This system is more expensive but also highly effective. It not only kills bacteria but filters the dirt from water. It is battery operated which means you need to carry extra AA’s and it is significantly heavier than tablets. I have used this same system during my recent trip to Sudan and it worked flawlessly . I only time I got diarrhea was when I didn’t use it.

9 Travel Clothes

No matter what climate you are traveling in, nights in the outdoors will be chilly. A warm pair of long johns reinforced with a layer of plastic bags can be life saving. A light water proof windbreaker will help keep your body dry and warm. Finally, a beenie will not only keep your head warm but also block out the light or protect you from the glares of people. Although you can buy really expensive gear at retailers such as REI, you can find equally effective clothing at Walmart, Target, or TJ Max. Remember, the key to staying warm is to layer. As the Norwegian saying goes, “there is never cold weather, just inadequate clothing.” For more info on how and what to pack, check out How To Pack For Any Adventure.

10 My Backpack

The type of backpack you chose greatly depends on your body build. However, I have found that the smaller the backpacker the better, simply because they force you to pack lighter. I have used many different backpacks throughout my 8 years of backpacking. In the past I usually went with cheap packs from the army surplus store. However, these bags generally break down after 6 to 8 months of backpacking. These days I have been traveling with Black Diamond Packs. They are super strong, light, have many useful features and are affordable. Click here for a detailed guide on How To Pick Your Backpack.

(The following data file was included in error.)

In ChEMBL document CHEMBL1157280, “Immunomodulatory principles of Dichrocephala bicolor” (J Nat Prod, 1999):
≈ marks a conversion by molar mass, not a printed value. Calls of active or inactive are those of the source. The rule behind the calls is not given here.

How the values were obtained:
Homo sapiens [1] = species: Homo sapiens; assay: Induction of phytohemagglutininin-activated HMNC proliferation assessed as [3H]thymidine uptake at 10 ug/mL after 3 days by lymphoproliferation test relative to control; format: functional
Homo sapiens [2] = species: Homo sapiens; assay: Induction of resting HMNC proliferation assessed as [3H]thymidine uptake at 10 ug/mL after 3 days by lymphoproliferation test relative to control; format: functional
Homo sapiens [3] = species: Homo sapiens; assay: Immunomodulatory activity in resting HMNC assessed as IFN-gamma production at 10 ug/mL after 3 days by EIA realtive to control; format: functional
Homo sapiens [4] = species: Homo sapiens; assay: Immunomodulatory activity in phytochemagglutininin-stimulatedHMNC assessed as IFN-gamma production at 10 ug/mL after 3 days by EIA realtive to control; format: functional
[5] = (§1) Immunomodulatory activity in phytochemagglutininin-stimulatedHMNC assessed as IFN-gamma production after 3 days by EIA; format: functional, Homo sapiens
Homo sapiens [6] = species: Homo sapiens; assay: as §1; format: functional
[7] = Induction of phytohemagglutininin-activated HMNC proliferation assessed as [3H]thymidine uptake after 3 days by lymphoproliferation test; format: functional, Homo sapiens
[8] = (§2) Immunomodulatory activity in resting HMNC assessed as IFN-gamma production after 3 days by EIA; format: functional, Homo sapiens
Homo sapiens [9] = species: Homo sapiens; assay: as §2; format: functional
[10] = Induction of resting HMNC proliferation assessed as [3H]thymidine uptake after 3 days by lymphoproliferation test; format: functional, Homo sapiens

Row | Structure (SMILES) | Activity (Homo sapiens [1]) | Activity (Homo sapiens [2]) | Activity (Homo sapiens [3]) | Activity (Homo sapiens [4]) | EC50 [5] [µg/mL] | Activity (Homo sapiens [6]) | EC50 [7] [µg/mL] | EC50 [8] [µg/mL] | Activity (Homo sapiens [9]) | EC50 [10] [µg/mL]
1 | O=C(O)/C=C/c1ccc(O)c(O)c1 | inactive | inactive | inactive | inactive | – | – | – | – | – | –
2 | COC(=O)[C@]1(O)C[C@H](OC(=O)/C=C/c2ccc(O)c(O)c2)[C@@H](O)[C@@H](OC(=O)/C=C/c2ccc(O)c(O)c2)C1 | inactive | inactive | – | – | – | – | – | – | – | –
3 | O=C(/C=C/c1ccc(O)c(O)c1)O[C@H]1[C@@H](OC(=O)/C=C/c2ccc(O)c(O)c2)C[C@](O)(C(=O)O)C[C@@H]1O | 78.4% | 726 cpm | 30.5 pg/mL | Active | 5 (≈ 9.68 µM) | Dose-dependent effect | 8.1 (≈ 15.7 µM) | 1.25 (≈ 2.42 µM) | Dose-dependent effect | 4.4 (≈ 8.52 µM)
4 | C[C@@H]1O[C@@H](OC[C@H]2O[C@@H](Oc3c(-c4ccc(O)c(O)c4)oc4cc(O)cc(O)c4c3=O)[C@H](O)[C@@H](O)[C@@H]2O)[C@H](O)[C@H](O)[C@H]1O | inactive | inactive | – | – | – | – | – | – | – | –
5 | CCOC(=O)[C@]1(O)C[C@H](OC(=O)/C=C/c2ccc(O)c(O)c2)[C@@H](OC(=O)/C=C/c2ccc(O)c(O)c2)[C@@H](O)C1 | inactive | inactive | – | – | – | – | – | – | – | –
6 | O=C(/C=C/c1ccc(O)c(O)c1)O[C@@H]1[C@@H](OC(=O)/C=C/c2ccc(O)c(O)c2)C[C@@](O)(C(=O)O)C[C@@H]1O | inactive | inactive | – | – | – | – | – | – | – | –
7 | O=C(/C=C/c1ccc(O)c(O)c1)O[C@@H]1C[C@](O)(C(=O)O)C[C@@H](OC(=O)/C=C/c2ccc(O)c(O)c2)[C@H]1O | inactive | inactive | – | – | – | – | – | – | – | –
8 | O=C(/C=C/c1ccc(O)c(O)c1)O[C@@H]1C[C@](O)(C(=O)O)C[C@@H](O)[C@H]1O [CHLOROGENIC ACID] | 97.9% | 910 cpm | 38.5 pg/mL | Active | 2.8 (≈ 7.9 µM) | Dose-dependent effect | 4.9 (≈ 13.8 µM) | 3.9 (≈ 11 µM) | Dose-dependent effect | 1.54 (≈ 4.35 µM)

What’s your favorite survival gear? Let me know in the comments!

Let Me Know What You Think!

  1. Erica Saunders says

    I’m walking from Florida to Alaska, making stops along the way, and I was wondering what I should bring. I have most of the basics, such as pocket knives, backpack, water purification, and travel clothes, but tents and sleeping bags I still need to get. I also need some tips on jobs. Your site is really helpful and interesting, and I hope you can help me.

    • says